Smelling freshly-made tea, just seconds out of the dryer
Withering Trough, Photo by Dan Robertson (World Tea Tours)
The withering trough is a wind tunnel with a nylon mesh lining for the tea. The purpose of withering is to reduce the moisture content of the leaf and to make the leaf supple. Yet it's more than that, too. Withering greatly impacts the flavor of the final product. Longer withers yield different flavor profiles, and it is up to the skilled factory workers to know what is right for this flush of tea. One of these experts remains with the withering tea all night, constantly checking the state of the leaf. The trough begins with about three inches of leaf, and it withers down to about one inch.
"The tea is going to call the shots. The human must observe and respond." ~Sanjay, Glenburn Plantation Manager
"Super Twist" rolling machine - love that name!
Rolling used to be done by hand and foot. Today, most tea is rolled by machine. The rolling machine works in a circular manner, to twist and style the tea. During rolling, the leaf's cellular walls are ruptured, thus beginning the oxidation process.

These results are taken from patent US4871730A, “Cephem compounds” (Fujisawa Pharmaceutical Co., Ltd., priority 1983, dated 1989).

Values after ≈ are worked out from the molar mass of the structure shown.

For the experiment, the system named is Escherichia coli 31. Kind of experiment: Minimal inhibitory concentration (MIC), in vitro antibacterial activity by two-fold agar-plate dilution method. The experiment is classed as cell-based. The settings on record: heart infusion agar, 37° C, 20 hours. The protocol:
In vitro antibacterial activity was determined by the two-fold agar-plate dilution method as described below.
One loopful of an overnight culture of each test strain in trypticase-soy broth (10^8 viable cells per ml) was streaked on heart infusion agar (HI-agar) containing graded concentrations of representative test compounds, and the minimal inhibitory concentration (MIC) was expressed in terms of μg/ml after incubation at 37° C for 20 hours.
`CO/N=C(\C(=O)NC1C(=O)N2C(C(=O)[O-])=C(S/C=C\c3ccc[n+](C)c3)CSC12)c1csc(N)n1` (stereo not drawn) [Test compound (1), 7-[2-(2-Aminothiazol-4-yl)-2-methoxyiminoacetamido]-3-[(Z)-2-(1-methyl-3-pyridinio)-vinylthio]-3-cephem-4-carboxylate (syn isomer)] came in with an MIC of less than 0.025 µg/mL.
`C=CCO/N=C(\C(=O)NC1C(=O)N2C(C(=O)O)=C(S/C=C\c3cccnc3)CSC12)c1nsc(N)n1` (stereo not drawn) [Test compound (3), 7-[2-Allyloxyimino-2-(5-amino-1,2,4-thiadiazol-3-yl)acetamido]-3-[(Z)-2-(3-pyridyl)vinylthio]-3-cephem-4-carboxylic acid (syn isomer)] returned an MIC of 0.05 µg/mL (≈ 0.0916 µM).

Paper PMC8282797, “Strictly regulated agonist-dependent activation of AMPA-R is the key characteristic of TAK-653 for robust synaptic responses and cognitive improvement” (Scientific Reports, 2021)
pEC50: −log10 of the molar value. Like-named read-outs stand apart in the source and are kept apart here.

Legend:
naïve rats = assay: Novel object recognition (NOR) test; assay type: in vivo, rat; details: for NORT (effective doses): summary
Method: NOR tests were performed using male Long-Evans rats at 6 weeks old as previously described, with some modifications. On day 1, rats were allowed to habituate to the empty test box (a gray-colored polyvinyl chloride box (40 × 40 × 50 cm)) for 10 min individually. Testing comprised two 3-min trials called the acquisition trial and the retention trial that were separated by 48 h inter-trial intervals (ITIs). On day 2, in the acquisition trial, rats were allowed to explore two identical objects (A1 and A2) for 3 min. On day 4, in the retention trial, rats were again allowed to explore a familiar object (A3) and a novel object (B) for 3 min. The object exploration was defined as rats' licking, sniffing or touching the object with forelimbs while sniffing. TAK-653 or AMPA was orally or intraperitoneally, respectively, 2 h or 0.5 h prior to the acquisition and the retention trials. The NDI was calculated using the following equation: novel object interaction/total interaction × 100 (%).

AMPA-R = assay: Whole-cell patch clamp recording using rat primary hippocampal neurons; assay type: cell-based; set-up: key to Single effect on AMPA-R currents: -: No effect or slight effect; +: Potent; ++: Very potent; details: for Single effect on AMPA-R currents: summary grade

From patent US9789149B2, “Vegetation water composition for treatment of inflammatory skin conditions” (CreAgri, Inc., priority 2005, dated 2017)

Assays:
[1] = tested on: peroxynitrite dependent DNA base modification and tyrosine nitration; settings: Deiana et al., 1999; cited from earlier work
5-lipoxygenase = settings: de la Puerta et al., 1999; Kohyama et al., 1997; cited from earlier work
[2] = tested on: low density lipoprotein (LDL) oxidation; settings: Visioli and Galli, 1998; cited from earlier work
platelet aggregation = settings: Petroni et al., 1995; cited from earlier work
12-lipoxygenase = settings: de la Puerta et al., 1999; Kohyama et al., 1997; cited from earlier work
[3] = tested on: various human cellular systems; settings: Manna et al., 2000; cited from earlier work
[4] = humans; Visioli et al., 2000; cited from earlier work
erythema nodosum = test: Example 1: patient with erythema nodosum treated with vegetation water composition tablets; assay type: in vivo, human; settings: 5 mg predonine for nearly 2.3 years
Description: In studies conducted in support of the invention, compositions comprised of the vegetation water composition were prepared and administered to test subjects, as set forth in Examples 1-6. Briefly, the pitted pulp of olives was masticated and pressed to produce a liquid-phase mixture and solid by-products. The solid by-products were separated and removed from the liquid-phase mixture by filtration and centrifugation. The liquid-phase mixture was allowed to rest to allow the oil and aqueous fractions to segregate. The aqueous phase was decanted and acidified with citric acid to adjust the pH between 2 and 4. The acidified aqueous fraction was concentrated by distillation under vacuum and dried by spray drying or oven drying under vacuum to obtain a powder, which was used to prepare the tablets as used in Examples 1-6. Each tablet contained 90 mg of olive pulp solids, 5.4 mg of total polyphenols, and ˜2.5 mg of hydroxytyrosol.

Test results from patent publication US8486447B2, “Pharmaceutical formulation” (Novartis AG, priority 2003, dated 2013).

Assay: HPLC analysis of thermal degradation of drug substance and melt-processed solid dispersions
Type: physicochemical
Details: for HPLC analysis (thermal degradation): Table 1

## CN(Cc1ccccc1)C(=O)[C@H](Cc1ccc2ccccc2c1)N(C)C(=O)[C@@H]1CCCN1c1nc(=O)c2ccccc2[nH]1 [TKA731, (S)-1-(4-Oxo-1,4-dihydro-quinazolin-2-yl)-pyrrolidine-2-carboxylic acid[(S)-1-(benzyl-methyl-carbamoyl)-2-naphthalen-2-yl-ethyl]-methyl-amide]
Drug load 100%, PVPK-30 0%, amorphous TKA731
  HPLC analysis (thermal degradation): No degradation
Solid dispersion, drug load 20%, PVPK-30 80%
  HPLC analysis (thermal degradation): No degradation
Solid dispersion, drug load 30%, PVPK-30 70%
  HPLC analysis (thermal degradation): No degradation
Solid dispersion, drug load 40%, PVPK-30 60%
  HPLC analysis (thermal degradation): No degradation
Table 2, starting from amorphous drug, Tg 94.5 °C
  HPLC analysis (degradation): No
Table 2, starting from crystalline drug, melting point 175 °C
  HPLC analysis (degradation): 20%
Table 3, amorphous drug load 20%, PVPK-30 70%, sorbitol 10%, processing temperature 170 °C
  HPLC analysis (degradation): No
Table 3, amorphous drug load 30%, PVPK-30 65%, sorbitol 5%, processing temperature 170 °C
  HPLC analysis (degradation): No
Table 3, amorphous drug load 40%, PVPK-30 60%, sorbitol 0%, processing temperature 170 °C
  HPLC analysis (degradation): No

The next step, oxidation, "determines the cup." Oxidation is where it all comes together. I'm over simplifying, but think of it as this season's unique tea + withering + oxidation gets us to the flavor profile in the cup. When the tea has reached its desired state, it's moved into the dryer. (See top pic.) Drying stops the chemical reactions of oxidation. Then off to the sorting rooms to be graded by size.
The sorting room leader
The women in the sorting room cover their faces because it can be dusty work, but it's out of the elements, and is a highly desired job. Six different grades of tea (based on size and wholeness) will be sorted.